When it comes to markets, the following clip, as well as memories of recent market collapses, highlights that it is usually brightest just before it's pitch black.
It seems like yesterday that to much pomp and circumstance, Groupon came public. We can only hope that anyone who bought into the public offering sold long ago, because the company has just decided to TVIX the muppets:
- GROUPON CUTS FORECAST - BBG
- GROUPON REFUND RESERVE ACCRUAL INCREASED - BBG
But most importantly:
- GROUPON SAYS MATERIAL WEAKNESS IN INTERNAL CONTROLS - BBG
We are fairly confident that the stock will continue imploding after hours until such time as confidence in the stock market returns.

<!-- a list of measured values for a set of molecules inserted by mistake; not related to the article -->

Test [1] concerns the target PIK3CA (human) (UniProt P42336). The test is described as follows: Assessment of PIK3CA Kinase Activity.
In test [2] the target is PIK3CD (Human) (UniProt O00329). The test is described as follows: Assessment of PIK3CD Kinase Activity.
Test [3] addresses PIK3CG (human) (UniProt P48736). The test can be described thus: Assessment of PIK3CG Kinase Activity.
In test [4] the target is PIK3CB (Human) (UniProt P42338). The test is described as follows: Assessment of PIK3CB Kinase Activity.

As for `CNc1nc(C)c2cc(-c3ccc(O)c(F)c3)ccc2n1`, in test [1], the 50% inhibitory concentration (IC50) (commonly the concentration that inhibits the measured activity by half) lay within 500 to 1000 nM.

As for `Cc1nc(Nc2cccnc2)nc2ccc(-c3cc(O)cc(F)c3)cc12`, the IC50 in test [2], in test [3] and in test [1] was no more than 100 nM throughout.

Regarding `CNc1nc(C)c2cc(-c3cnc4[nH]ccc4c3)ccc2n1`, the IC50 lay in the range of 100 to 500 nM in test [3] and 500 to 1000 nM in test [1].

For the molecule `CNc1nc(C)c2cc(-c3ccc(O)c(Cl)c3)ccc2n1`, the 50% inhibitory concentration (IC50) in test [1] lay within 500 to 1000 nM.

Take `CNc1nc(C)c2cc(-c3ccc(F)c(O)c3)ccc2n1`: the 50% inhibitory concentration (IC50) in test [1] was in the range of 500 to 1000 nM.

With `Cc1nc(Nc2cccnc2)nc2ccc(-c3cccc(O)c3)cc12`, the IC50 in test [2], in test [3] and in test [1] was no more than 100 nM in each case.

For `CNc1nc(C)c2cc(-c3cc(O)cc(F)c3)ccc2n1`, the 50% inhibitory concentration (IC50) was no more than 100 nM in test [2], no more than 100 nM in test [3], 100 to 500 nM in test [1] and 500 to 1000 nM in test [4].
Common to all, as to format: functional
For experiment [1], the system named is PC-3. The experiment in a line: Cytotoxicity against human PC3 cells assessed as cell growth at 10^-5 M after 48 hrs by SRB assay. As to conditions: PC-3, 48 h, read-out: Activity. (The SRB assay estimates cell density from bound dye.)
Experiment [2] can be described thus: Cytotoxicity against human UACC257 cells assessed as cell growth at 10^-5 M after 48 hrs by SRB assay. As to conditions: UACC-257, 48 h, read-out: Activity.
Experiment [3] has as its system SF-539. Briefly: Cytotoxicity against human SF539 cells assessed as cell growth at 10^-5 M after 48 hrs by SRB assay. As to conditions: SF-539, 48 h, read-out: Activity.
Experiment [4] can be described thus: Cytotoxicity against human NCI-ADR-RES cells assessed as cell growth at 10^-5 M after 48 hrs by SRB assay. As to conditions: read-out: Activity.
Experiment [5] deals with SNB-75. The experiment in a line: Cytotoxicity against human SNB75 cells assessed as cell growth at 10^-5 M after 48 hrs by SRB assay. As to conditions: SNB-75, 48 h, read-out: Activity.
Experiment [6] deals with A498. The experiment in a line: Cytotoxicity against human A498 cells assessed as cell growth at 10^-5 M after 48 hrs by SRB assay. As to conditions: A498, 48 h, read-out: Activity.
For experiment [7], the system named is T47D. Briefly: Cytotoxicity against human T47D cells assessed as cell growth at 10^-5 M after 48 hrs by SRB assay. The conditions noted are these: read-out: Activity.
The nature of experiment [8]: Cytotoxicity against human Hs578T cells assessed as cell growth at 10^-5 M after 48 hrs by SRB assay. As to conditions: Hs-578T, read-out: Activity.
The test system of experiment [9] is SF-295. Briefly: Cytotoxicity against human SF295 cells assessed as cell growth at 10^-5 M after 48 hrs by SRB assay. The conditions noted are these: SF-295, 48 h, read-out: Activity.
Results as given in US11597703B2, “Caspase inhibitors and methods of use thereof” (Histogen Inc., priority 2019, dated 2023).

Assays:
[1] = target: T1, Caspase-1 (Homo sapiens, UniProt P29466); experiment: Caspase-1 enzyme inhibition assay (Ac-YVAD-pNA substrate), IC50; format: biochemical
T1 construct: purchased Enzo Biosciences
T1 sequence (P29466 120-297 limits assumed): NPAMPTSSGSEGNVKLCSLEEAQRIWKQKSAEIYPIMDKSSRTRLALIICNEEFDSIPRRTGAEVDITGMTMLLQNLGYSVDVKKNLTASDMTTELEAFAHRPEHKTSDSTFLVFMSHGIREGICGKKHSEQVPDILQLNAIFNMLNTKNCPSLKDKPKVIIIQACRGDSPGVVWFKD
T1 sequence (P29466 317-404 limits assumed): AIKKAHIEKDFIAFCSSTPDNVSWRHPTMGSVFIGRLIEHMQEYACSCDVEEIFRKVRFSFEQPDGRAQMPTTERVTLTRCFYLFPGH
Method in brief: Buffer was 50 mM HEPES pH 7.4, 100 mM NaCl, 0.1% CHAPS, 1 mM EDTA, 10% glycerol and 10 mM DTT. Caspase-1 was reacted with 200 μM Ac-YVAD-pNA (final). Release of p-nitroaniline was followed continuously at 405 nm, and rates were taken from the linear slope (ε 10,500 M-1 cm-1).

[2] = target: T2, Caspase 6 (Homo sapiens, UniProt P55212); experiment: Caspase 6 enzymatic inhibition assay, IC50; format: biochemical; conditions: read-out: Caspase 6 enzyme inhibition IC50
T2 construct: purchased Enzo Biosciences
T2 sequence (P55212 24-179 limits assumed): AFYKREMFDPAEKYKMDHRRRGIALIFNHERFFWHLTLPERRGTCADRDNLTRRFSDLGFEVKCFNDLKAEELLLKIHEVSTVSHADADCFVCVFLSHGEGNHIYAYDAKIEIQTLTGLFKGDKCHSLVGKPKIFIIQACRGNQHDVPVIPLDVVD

Silver remains the best performer YTD and the Long Bond the worst performer but what is most notable is the quiet serenity of the equity rally continued through March as Commodities, Precious Metals, Treasuries, and Corporate Bonds all lost notable ground post LTRO2. Is equity keeping the dream alive as the liquidity spigot has slowed to a drop (for now)? AAPL had it largest 2-day drop for almost 4 months into quarter-end - ending under $600 - and the broad S&P 500 pulled away once again from credit yesterday and today as IG, HY, and HYG close practically unchanged from last Friday's low but the ES up 15-20pts. Of the S&P sectors, Energy was the only one to fall appreciably post LTRO2 with Utilities the only sector in the red YTD -2.6% as Financials +21.5% and Tech +18.5% dominate.